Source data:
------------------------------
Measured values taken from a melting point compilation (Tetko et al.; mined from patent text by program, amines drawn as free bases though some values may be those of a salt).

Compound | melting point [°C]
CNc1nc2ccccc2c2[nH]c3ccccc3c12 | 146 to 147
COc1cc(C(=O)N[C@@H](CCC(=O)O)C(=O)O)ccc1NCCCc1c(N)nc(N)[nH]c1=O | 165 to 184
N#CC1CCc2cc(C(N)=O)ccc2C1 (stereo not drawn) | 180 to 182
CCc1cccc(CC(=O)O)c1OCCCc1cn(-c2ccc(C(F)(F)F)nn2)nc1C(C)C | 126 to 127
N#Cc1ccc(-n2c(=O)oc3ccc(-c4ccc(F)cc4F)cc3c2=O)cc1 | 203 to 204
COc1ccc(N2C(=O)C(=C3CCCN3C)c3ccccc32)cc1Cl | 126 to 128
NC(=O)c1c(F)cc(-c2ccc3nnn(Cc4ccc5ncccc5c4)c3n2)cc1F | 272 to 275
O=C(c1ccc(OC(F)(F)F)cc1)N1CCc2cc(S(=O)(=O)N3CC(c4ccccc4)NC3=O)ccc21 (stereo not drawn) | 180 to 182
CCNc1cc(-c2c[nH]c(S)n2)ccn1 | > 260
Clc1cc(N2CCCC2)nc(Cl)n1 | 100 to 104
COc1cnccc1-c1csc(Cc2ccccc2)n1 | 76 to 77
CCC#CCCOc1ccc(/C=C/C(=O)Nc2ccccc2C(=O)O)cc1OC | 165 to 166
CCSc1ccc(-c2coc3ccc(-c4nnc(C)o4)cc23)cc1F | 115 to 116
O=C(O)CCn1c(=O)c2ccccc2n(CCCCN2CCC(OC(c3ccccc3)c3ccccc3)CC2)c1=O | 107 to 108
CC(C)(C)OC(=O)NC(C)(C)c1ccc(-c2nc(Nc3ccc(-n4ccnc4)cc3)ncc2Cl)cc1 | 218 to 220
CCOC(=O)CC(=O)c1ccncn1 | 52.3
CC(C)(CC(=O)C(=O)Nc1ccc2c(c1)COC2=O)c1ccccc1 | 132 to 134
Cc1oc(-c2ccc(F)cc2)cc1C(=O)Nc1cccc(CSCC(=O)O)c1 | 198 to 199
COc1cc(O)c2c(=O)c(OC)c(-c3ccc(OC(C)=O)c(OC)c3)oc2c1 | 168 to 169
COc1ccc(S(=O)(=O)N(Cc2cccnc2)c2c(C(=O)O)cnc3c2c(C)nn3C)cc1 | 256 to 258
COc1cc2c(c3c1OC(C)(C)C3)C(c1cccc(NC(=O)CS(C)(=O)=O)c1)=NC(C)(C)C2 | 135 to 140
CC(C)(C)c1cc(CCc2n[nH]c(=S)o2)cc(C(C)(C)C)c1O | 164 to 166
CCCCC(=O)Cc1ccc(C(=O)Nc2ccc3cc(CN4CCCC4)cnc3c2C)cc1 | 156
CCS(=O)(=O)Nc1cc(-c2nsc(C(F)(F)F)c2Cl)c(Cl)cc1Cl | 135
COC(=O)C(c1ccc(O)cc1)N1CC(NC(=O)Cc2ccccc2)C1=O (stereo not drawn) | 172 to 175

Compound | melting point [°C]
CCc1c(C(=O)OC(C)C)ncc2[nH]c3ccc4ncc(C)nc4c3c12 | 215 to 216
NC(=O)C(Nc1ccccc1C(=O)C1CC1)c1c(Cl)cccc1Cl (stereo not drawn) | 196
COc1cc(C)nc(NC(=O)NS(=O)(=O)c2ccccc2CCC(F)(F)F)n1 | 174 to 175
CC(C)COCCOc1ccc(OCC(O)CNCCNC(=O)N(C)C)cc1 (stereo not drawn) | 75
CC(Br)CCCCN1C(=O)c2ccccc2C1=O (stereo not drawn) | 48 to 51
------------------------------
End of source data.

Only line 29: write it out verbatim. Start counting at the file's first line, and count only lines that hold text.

CCc1c(C(=O)OC(C)C)ncc2[nH]c3ccc4ncc(C)nc4c3c12 | 215 to 216